Polio in the 1940-1950s and pensions in the new millenium. Devastating, crippling and unnecessary.

Any talk of what ails us as a city, state and country is a diversion unless it squarely addresses the pension issue. Public employees should have a 401K plan like the rest of us, period. This situation has not been created by the financial crisis. Its been with us for a while. The stock market losses have only moved up the implosion date. We can no longer afford as a society to dish out lifetime healthcare and retirement benefits for government workers. Period.

Pension war brewing

A pension war is brewing — and it’s likely to pit state and municipal employees against citizens who foot the bill for government pension plans with their state tax dollars.

While employees of most companies have watched their 40l(k) plans — and their retirement hopes — shrivel in the bear market, public employees have been smiling.

The Pundit Review proposal, cap and kill state and local pensions. If you were fortunate enough to get to the trough, you’re in and you win. Any worker hired at local or state level from this day forward should get a 401K plan, like the rest of us in the DPS, dreaded private sector.

At the local level, the mighty Hub Blog says the corruption, “almost leaves you speechless”. Almost indeed. Read on.

Globe: Retirement gravy train

MASSACHUSETTS needs a vigorous debate about the fairness and sustainability of the state pension system for public-sector workers, who do not receive Social Security benefits. But first, state lawmakers need to to put the brakes on the gravy train.

The current system is riddled with pernicious perks – especially ones favoring elected officials – that undermine the credibility of a system serving about 180,000 active state employees, including teachers, and 105,000 retirees at an annual cost of $1.7 billion. And that doesn’t include the roughly 215,000 municipal employees and retirees spread across about 100 local retirement boards.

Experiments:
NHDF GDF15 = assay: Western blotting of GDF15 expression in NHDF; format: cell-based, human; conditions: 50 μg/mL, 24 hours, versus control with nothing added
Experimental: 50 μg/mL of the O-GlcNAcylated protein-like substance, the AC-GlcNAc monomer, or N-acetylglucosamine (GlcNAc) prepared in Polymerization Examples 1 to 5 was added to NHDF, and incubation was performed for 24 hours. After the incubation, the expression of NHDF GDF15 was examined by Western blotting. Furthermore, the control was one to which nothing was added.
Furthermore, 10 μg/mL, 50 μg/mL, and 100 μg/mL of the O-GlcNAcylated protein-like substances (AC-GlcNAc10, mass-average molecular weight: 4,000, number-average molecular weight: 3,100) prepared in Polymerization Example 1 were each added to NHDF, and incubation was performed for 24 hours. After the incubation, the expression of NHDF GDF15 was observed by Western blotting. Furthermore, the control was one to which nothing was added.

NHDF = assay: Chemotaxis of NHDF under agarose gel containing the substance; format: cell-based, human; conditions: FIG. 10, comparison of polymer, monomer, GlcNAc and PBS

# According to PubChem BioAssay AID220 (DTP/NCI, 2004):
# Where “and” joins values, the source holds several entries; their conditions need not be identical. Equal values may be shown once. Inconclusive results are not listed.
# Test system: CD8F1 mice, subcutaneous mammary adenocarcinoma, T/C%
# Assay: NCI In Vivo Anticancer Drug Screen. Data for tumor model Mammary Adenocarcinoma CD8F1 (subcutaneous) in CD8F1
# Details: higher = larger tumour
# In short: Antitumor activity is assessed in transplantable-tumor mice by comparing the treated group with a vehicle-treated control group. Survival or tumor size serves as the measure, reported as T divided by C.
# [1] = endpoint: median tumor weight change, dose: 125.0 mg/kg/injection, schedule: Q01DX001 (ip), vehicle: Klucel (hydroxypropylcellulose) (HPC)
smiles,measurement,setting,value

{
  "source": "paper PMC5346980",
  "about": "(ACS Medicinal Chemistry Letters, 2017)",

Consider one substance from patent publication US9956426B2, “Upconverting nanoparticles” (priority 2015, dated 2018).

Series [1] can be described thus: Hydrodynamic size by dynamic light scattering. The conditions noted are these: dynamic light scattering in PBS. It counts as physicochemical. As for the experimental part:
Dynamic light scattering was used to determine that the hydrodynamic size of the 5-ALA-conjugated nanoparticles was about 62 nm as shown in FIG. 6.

Howie Carr provides a real world example of how we are being ripped off by the political class,

Don’t tell Mark Sylvia, the newest hack on the state payroll, about any recessions or budget cutbacks. Sylvia began his newly created state job yesterday, as director of the new Green Communities Division at the Department of Energy Resources (DOER).

His pay for this awfully essential position: $117,000 a year.

But wait, there’s more. Until last week Mark Sylvia was the town manager of Plymouth, and as he slipped out the back door at town hall, he was the beneficiary of a platinum parachute.

Sylvia skipped town with $101,214 in public funds. First there was what the local paper described as 702.75 hours of “unused sick time” – worth $49,036. Then there was the “unused vacation time,” 280 hours worth $20,778. And finally, his three months of severance pay – $31,400.

Things are no better at the local level,

Pension funding new woe for city

WORCESTER — Already reeling from a 10 percent midyear cut in local aid from the state and the prospect of another significant aid reduction next fiscal year, local officials are bracing for yet more bad news regarding the city’s finances: An additional $7 million may be needed to fund the retirement system.

This is not just a Massachusetts problem. Ultimately, we will all be paying for this mess through higer taxes and less services.

These headlines below cover just the past week, and I cut out about half listed. Calling this a national emergency at the core of our fiscal crisis is appropriate.
This ticking timebomb is now exploding all around us. We need to kill the city and state pension system immedately.

Skyrocketing Public Employee Pension Costs Top Board of Supervisors’ Agenda in Santa Barbara County, California
Santa Rosa, California City Council Declares ‘Fiscal Crisis’
Modesto, California in Talks With Employee Unions About Need to Reduce Budget by $10 Million More
Vallejo, California’s Attorney Argues for Cuts in Employee Pay, Benefits as Testimony Ends in Bankruptcy Case
Maryland’s Counties ‘Devour’ 40% of the State Budget on Pensions, Says Senate President
Tennessee’s Public Employee Pension System Lost $5 Billion in Past Six Months